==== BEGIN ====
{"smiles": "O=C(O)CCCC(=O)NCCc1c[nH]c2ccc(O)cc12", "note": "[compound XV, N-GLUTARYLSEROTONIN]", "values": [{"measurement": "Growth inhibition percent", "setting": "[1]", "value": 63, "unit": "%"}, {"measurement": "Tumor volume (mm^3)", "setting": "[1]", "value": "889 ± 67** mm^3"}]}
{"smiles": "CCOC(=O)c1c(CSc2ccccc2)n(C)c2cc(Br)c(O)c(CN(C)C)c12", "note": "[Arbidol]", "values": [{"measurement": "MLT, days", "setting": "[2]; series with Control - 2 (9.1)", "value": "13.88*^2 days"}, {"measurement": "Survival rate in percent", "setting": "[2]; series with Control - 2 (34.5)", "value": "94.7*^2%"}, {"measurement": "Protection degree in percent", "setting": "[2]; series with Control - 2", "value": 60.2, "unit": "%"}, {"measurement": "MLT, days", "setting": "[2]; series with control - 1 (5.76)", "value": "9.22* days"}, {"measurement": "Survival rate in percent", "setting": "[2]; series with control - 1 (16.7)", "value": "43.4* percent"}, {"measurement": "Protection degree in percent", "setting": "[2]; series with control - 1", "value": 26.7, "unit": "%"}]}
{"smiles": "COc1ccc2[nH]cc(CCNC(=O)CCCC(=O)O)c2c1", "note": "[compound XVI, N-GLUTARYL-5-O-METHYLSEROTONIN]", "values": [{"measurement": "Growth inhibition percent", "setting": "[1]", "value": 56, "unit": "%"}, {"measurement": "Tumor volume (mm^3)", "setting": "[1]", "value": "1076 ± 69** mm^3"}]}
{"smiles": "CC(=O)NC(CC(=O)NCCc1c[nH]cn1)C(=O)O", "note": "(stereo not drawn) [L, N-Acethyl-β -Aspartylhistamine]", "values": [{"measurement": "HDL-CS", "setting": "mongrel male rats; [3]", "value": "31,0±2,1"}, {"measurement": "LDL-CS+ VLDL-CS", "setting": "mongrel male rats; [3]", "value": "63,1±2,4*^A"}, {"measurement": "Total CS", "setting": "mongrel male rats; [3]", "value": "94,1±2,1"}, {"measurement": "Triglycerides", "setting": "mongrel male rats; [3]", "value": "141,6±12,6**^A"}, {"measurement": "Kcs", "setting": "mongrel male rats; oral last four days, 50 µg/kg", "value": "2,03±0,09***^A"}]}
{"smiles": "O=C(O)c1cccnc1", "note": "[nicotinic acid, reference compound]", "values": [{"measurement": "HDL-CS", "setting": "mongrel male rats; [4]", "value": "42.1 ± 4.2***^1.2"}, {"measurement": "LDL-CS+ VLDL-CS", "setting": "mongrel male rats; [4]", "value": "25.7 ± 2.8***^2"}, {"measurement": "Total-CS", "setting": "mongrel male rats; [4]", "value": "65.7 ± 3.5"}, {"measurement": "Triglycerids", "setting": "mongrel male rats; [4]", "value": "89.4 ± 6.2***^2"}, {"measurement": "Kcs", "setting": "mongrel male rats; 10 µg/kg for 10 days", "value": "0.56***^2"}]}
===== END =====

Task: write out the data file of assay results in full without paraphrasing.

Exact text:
{"smiles": "O=C(O)CCCC(=O)NCCc1c[nH]c2ccc(O)cc12", "note": "[compound XV, N-GLUTARYLSEROTONIN]", "values": [{"measurement": "Growth inhibition percent", "setting": "[1]", "value": 63, "unit": "%"}, {"measurement": "Tumor volume (mm^3)", "setting": "[1]", "value": "889 ± 67** mm^3"}]}
{"smiles": "CCOC(=O)c1c(CSc2ccccc2)n(C)c2cc(Br)c(O)c(CN(C)C)c12", "note": "[Arbidol]", "values": [{"measurement": "MLT, days", "setting": "[2]; series with Control - 2 (9.1)", "value": "13.88*^2 days"}, {"measurement": "Survival rate in percent", "setting": "[2]; series with Control - 2 (34.5)", "value": "94.7*^2%"}, {"measurement": "Protection degree in percent", "setting": "[2]; series with Control - 2", "value": 60.2, "unit": "%"}, {"measurement": "MLT, days", "setting": "[2]; series with control - 1 (5.76)", "value": "9.22* days"}, {"measurement": "Survival rate in percent", "setting": "[2]; series with control - 1 (16.7)", "value": "43.4* percent"}, {"measurement": "Protection degree in percent", "setting": "[2]; series with control - 1", "value": 26.7, "unit": "%"}]}
{"smiles": "COc1ccc2[nH]cc(CCNC(=O)CCCC(=O)O)c2c1", "note": "[compound XVI, N-GLUTARYL-5-O-METHYLSEROTONIN]", "values": [{"measurement": "Growth inhibition percent", "setting": "[1]", "value": 56, "unit": "%"}, {"measurement": "Tumor volume (mm^3)", "setting": "[1]", "value": "1076 ± 69** mm^3"}]}
{"smiles": "CC(=O)NC(CC(=O)NCCc1c[nH]cn1)C(=O)O", "note": "(stereo not drawn) [L, N-Acethyl-β -Aspartylhistamine]", "values": [{"measurement": "HDL-CS", "setting": "mongrel male rats; [3]", "value": "31,0±2,1"}, {"measurement": "LDL-CS+ VLDL-CS", "setting": "mongrel male rats; [3]", "value": "63,1±2,4*^A"}, {"measurement": "Total CS", "setting": "mongrel male rats; [3]", "value": "94,1±2,1"}, {"measurement": "Triglycerides", "setting": "mongrel male rats; [3]", "value": "141,6±12,6**^A"}, {"measurement": "Kcs", "setting": "mongrel male rats; oral last four days, 50 µg/kg", "value": "2,03±0,09***^A"}]}
{"smiles": "O=C(O)c1cccnc1", "note": "[nicotinic acid, reference compound]", "values": [{"measurement": "HDL-CS", "setting": "mongrel male rats; [4]", "value": "42.1 ± 4.2***^1.2"}, {"measurement": "LDL-CS+ VLDL-CS", "setting": "mongrel male rats; [4]", "value": "25.7 ± 2.8***^2"}, {"measurement": "Total-CS", "setting": "mongrel male rats; [4]", "value": "65.7 ± 3.5"}, {"measurement": "Triglycerids", "setting": "mongrel male rats; [4]", "value": "89.4 ± 6.2***^2"}, {"measurement": "Kcs", "setting": "mongrel male rats; 10 µg/kg for 10 days", "value": "0.56***^2"}]}